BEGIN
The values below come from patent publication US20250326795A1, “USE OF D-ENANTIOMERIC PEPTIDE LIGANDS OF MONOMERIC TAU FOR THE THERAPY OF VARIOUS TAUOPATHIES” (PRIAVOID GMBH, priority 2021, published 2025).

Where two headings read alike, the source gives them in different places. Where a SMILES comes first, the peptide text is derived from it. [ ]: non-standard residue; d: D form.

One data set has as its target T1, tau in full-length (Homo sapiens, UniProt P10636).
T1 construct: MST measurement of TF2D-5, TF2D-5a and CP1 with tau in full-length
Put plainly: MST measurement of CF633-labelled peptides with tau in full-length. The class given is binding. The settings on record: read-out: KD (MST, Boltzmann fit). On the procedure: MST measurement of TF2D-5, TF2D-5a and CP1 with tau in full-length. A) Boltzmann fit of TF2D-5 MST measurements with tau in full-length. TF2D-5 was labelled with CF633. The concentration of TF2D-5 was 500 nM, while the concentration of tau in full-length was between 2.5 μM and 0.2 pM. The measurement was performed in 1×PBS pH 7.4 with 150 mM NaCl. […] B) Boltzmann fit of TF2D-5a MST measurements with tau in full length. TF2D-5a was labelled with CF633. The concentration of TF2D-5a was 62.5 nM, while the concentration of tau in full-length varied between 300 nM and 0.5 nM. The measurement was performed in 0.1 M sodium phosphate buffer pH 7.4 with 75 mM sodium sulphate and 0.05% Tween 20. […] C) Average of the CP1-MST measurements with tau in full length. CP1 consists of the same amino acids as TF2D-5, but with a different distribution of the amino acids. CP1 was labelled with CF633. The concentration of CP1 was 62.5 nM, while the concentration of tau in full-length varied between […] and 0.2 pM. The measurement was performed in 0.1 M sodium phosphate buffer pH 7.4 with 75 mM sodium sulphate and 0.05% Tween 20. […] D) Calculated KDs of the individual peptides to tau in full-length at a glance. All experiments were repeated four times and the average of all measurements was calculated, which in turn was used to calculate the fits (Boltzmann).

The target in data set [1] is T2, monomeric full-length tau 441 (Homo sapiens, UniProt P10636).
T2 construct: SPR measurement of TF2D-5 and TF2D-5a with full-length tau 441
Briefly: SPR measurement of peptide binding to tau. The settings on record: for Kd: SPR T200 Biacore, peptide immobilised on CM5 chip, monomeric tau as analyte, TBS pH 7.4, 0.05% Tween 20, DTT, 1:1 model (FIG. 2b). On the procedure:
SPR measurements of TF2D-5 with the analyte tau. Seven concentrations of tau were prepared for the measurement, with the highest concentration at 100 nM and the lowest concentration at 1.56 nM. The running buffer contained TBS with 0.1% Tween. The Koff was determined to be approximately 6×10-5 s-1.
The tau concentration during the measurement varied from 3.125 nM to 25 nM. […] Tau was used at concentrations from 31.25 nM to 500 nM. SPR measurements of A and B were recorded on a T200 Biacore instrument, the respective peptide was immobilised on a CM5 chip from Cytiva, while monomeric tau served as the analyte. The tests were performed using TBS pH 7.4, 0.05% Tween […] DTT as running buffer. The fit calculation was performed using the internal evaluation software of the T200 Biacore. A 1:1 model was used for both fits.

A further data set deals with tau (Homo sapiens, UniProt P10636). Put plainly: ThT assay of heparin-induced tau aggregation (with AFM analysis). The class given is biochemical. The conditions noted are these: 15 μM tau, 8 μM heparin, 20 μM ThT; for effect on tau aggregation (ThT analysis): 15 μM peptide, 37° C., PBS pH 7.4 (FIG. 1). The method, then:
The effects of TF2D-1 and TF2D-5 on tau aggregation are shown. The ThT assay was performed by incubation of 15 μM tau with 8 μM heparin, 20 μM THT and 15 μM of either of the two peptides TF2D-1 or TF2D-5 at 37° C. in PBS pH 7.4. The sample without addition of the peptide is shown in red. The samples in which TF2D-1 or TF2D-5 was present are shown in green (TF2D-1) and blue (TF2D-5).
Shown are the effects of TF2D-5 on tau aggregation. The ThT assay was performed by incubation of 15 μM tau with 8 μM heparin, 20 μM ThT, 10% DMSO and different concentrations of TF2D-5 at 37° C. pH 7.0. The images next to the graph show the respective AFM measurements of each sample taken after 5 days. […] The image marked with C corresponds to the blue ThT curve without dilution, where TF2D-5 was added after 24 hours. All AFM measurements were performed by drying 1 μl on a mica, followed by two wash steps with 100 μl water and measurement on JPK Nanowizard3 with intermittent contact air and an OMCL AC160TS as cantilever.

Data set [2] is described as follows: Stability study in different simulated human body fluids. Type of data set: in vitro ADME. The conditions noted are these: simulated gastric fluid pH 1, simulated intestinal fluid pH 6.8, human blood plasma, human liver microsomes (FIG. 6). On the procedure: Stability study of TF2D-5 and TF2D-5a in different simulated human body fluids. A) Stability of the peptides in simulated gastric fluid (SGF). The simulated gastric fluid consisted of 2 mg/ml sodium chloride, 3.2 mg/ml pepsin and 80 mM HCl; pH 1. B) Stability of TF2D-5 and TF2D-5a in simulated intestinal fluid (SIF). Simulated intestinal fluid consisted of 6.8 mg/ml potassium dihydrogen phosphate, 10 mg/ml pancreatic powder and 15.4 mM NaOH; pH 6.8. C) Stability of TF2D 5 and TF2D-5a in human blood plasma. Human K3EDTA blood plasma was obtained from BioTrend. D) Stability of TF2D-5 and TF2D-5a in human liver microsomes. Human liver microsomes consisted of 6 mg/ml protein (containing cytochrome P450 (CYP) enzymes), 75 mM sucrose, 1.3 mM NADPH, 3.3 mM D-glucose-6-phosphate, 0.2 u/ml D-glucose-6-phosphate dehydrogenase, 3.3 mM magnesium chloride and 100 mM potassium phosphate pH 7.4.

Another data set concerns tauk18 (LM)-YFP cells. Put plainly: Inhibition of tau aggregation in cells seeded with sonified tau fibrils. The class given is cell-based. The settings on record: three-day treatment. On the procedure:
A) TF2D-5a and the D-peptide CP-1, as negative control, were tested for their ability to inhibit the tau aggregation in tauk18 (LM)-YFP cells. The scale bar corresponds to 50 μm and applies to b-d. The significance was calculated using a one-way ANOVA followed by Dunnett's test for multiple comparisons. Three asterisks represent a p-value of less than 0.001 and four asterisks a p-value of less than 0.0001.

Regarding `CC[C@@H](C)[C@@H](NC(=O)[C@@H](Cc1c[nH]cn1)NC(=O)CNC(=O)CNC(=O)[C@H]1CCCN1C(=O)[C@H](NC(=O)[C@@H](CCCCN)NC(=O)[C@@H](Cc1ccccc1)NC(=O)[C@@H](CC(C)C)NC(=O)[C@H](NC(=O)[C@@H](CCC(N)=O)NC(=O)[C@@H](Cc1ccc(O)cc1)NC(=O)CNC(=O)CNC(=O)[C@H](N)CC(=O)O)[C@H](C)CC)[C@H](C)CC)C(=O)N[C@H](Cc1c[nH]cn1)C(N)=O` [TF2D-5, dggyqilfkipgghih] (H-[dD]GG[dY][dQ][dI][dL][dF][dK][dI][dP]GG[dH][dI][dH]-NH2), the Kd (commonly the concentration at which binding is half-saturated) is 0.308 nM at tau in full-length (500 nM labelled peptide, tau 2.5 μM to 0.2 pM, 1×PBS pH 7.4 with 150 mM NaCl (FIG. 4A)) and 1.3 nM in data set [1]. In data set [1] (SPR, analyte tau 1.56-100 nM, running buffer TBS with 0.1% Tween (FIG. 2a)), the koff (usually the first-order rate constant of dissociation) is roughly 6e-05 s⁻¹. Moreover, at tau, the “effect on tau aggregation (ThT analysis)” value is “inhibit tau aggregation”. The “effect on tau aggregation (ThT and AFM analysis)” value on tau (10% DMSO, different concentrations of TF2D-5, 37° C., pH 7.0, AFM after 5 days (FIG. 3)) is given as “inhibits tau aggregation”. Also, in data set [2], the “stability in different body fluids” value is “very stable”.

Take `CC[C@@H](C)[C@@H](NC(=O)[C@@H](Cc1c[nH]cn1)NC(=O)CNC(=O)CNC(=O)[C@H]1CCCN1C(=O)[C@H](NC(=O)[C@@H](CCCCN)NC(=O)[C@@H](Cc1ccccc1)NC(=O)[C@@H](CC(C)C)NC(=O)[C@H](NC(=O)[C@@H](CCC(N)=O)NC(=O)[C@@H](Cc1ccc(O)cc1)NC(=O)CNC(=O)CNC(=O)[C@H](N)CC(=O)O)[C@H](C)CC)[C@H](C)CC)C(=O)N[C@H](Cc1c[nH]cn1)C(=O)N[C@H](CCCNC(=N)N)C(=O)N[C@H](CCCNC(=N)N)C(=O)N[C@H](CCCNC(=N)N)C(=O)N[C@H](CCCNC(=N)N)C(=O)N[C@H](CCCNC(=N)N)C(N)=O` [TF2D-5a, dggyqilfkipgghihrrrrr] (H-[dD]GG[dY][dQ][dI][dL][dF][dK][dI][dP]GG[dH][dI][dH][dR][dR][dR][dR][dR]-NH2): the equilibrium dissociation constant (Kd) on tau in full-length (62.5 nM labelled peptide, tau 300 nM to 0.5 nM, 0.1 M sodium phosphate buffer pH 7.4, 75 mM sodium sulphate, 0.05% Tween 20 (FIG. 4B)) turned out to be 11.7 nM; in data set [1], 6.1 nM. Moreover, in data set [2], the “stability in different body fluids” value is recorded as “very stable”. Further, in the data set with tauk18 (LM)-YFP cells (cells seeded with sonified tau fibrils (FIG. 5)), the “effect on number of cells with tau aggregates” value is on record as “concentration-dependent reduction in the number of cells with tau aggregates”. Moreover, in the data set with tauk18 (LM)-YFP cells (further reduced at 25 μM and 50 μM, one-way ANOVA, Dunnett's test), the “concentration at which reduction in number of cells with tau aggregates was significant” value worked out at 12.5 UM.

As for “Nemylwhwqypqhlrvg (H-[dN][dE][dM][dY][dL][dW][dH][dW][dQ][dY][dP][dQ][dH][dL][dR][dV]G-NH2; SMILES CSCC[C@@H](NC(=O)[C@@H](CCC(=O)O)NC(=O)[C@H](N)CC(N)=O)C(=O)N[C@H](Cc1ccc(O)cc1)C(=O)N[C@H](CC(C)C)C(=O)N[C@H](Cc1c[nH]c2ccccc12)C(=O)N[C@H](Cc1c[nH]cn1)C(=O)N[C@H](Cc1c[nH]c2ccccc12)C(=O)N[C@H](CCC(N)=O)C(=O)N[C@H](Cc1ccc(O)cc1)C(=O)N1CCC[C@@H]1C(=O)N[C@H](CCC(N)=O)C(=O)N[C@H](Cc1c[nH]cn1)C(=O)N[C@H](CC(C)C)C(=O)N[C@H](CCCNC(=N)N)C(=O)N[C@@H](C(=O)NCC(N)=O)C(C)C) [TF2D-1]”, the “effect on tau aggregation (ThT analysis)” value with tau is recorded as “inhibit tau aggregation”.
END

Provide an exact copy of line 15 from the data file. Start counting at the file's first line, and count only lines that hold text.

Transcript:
Another data set concerns tauk18 (LM)-YFP cells. Put plainly: Inhibition of tau aggregation in cells seeded with sonified tau fibrils. The class given is cell-based. The settings on record: three-day treatment. On the procedure: